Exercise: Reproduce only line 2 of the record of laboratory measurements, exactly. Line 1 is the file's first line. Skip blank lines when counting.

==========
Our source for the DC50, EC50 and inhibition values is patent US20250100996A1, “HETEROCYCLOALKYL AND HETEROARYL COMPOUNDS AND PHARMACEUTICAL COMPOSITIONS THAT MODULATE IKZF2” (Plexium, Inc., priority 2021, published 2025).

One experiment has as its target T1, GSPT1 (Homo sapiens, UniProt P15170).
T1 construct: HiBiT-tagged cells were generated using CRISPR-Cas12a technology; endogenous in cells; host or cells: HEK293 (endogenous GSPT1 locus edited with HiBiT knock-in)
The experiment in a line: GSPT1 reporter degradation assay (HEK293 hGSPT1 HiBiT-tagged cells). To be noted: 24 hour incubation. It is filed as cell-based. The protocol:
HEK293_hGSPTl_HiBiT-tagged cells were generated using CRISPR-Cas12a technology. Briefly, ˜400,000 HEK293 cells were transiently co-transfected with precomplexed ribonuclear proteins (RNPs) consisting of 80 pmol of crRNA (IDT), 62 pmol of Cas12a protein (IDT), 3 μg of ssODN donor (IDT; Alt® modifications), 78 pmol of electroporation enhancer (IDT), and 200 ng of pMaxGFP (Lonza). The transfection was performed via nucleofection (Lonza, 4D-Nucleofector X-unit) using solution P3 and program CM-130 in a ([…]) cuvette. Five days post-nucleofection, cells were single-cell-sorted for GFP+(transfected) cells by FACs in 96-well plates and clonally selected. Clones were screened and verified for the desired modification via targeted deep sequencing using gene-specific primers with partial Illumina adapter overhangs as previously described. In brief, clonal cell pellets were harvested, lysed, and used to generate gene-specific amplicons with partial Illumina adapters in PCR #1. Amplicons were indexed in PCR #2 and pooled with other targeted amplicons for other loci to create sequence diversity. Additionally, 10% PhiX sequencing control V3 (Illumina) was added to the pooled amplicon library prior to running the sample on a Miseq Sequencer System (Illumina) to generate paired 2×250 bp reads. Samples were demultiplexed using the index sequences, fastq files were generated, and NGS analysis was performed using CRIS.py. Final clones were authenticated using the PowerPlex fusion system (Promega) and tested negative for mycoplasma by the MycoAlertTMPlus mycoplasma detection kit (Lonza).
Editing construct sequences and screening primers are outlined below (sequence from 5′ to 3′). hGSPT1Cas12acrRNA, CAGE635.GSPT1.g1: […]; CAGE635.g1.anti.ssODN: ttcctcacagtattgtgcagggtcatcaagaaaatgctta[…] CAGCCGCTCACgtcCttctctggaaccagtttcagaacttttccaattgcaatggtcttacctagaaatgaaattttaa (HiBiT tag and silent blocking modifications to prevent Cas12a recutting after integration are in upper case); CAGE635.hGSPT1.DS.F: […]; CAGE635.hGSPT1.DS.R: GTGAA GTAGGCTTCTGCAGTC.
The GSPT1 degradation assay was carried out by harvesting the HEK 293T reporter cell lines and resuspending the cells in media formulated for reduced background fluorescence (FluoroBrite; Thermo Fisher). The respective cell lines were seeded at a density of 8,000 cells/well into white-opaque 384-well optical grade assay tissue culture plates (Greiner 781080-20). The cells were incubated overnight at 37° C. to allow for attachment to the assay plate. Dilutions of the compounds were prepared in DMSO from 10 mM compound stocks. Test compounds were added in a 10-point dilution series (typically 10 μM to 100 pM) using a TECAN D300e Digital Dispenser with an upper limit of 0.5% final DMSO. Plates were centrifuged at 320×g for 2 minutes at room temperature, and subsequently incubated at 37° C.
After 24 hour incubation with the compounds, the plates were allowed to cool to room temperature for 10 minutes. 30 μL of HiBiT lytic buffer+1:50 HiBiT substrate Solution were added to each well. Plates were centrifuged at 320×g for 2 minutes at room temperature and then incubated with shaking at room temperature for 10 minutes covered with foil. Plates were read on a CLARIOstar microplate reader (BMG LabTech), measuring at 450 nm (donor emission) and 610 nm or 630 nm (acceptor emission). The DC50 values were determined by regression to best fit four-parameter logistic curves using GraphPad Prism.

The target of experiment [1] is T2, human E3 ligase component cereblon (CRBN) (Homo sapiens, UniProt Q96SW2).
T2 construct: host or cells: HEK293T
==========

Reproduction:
One experiment has as its target T1, GSPT1 (Homo sapiens, UniProt P15170).